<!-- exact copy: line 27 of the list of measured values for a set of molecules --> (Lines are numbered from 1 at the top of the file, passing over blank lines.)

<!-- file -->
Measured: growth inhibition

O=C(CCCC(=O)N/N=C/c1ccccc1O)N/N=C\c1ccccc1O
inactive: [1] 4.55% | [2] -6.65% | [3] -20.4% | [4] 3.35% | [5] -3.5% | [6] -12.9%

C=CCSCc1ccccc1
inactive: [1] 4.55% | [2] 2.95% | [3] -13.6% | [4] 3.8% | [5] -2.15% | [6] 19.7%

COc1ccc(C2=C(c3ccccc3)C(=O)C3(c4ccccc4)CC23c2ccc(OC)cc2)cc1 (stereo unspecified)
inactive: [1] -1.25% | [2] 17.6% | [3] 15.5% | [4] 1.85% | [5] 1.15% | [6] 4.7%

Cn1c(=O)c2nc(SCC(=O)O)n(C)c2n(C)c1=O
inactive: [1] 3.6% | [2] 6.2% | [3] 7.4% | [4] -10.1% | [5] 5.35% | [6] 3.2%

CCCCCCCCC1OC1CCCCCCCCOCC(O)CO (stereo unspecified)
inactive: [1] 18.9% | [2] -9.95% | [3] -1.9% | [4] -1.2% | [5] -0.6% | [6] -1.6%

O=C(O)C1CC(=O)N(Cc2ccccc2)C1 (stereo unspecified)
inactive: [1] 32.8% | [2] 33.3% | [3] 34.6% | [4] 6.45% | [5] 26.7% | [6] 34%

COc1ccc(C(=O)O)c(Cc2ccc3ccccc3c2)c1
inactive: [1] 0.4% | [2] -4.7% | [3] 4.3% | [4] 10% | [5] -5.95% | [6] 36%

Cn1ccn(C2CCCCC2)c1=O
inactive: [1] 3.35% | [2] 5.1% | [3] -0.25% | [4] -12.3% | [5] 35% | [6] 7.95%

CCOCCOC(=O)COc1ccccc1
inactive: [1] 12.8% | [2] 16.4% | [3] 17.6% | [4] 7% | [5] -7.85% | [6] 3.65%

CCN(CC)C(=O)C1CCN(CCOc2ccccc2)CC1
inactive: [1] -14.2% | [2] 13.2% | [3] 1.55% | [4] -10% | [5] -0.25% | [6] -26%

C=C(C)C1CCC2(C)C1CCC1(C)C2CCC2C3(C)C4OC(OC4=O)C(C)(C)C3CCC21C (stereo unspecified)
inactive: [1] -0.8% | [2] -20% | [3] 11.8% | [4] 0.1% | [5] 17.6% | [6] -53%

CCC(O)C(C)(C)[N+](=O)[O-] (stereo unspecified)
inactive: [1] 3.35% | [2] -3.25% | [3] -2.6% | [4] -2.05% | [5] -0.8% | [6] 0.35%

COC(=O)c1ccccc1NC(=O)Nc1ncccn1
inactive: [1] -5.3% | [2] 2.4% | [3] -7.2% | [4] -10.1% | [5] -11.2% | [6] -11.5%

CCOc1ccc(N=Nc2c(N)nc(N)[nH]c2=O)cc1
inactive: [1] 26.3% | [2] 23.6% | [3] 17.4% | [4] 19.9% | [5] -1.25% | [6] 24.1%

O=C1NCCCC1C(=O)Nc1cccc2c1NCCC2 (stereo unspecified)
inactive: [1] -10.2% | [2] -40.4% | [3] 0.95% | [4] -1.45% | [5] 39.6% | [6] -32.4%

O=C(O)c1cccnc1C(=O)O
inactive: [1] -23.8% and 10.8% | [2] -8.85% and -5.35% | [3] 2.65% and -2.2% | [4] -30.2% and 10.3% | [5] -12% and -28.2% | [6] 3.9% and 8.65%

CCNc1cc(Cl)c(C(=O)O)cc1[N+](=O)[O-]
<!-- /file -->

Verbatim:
inactive: [1] -5.3% | [2] 2.4% | [3] -7.2% | [4] -10.1% | [5] -11.2% | [6] -11.5%